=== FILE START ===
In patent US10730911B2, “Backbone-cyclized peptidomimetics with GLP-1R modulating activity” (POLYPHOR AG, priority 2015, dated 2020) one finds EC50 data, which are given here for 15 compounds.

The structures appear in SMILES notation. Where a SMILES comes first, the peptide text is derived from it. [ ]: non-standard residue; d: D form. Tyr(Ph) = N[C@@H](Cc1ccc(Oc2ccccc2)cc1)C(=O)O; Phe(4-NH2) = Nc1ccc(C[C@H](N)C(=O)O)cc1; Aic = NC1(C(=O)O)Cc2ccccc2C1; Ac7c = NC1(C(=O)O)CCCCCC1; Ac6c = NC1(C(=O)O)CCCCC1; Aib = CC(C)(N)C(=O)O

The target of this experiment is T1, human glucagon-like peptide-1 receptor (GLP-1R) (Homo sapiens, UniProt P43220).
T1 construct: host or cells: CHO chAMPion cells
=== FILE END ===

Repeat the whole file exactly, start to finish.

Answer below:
In patent US10730911B2, “Backbone-cyclized peptidomimetics with GLP-1R modulating activity” (POLYPHOR AG, priority 2015, dated 2020) one finds EC50 data, which are given here for 15 compounds.

The structures appear in SMILES notation. Where a SMILES comes first, the peptide text is derived from it. [ ]: non-standard residue; d: D form. Tyr(Ph) = N[C@@H](Cc1ccc(Oc2ccccc2)cc1)C(=O)O; Phe(4-NH2) = Nc1ccc(C[C@H](N)C(=O)O)cc1; Aic = NC1(C(=O)O)Cc2ccccc2C1; Ac7c = NC1(C(=O)O)CCCCCC1; Ac6c = NC1(C(=O)O)CCCCC1; Aib = CC(C)(N)C(=O)O

The target of this experiment is T1, human glucagon-like peptide-1 receptor (GLP-1R) (Homo sapiens, UniProt P43220).
T1 construct: host or cells: CHO chAMPion cells